At the conclusion of the presentation that eventually informed us that Visa, Mastercard, American Express, Euros, dollars or pounds would all be accepted, and that all purchases would be shipped for free, the auctioneer called upon his staff to assist us, rich and hypnotized clients.  Out from behind the screen come not two or three, but I’d say 20 salesmen—only men—to assist us with our purchases.  Smartly, each homed in on a middle-aged married couple, which freed me up considerably.  I could listen to the individual pitches, make comments, and touch the carpets with little hard sell in my direction.  But they have to try.  As I made my way to the exit admiring this rug and that one, a salesman asked, “Which do you like, Mademoiselle?”  I simply opened my arms to the room replying, “I like them all!”  Another attempt or two, but I was finally released with a smile and a thank you to make my way downstairs.Carpet salesmen, KusadasiRolling out the Turkish carpetsTurkish carpet

Flying carpets, Kusadasi

One last gelato before boarding the ship.

Kusadasi Port

Fishermen, Kusadasi

Bird Island, or Pigeon Island


BYE-BYE Kusadasi…bye-bye Aquamarine

Leaving Kusadasi, TurkeyBye-bye Kusadasi

P.S.  photos are taking a painfully long time, so will be publishing notes and photos separately sometimes.  Keep checking back, if you’re interested in more photos.  Or for quality, see those by Kalei & Alohalani.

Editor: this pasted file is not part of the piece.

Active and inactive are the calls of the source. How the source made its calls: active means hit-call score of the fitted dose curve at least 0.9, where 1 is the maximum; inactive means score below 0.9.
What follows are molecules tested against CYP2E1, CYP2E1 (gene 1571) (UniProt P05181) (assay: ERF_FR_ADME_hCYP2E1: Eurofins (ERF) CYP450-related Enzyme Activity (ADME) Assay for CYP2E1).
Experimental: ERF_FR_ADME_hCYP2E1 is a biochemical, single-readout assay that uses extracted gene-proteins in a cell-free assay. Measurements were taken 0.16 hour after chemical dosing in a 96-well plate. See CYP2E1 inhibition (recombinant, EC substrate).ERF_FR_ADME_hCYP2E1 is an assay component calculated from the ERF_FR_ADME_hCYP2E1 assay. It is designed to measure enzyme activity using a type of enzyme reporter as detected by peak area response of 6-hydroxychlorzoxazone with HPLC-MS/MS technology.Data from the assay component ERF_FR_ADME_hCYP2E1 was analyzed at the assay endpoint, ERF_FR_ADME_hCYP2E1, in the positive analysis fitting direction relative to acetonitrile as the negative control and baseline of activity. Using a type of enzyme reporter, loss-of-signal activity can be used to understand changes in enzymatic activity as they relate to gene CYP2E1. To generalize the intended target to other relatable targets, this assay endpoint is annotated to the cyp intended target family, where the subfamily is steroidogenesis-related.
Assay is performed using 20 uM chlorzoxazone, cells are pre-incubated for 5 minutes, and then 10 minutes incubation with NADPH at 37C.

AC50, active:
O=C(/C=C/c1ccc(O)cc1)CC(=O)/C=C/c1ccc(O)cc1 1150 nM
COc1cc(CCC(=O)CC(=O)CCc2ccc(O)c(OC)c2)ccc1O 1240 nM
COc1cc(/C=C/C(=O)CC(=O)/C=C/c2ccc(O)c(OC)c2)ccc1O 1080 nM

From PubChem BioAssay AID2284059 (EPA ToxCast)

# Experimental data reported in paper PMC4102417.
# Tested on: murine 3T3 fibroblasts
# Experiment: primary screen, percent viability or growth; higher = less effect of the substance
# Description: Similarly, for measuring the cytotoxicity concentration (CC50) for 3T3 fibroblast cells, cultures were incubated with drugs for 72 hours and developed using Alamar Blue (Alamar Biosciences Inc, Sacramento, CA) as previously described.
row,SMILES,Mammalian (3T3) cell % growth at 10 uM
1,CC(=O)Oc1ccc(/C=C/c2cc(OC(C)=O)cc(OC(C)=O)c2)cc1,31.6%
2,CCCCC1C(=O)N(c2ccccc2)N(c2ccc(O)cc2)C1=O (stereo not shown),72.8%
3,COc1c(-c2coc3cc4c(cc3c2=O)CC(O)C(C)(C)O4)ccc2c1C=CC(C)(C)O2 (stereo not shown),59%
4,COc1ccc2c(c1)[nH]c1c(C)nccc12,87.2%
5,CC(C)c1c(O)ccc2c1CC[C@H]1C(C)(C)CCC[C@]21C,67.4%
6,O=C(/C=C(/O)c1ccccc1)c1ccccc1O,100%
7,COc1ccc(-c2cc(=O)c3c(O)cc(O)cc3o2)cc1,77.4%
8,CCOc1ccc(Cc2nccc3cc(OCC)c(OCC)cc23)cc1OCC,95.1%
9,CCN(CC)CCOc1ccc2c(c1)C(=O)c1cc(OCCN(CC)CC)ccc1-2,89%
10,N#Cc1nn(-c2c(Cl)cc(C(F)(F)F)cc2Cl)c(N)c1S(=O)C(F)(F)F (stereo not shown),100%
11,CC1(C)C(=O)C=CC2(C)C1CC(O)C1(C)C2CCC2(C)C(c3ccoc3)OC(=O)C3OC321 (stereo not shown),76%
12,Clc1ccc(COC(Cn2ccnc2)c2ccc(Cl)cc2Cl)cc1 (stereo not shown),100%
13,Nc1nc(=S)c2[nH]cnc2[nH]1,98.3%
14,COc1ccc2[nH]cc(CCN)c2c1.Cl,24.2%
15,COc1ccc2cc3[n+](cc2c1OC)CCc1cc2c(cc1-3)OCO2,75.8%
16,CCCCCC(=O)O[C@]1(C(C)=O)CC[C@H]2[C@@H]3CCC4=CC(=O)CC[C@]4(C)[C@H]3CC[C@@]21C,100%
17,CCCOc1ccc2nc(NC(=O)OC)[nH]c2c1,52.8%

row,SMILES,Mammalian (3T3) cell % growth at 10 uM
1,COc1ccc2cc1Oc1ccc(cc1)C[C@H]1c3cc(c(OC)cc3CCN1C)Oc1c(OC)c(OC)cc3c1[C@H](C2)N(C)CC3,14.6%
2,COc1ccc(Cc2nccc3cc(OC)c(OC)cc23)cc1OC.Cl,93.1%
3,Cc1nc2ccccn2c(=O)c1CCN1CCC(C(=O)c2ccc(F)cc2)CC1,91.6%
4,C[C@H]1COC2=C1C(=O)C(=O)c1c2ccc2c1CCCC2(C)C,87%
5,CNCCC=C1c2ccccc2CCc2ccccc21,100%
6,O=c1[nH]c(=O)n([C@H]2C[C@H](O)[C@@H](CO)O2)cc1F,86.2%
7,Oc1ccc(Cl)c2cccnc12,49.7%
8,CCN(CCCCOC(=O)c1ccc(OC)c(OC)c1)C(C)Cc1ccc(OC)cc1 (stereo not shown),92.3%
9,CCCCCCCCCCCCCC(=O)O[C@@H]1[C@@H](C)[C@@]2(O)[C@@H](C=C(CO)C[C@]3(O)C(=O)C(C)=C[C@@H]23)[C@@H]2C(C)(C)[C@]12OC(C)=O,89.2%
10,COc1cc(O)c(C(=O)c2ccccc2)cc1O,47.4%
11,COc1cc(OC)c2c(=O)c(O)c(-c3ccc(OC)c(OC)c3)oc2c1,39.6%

Kim Ku’ulei Birnie     (c)

Hawai’i in Santorini

Hawai`i flag, Hotel Kavalari, SantoriniKalispera from Santorini…in real time. 

Arrived in Santorini today.  didn’t realize how long the ferry took:  left at 7:25 this morning and got in shortly after 3 PM.  Stopped twice:  Paros and  Naxos.  It’s kind of an overcast day, as the photos will show.

Hawaiian flag outside my window, Santorini

Upon my arrival to the Hotel Kavalari, the proprietor noted my Hawai’i address, waxed poetic about how beautiful is my home, and immediately upgraded me to a room with a view.  A view of the crater, offshore islands…and the Hawaiian flag he has permanently posted!

It seems Fanos, said proprietor, has a friend with the College of Art at UH.  He spends some time in Honolulu but his favorite place to stay is in Kīhei, Maui and his favorite volcano is Haleakalā.

Small world!


Kim Ku’ulei Birnie     (c)

Tweets for 2009-10-23

  • Back in Athens in so-so portside hotel. Better go eat now, get back to my room early. #
  • Up and repacking. Catching a ferry in an hour. #

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My Big Fat Greek Itinerary

Aloha mai kakou…I am winding down my days in Greece.  I have always been a good postcard writer.  I send short notes during even the shortest trips.  I don’t know if this has diminished because I’m become lazy or because of e-mail.  When my daughter and I backpacked through Europe in 1992, we sent postcards faithfully, especially to family.  My Grandma Birnie posted a map to her wall and with the arrival of each postcard, she put a colored pin in the map, following our route.  Sometimes the postcards crossed in the mail, but each was dated, so she was able to keep track.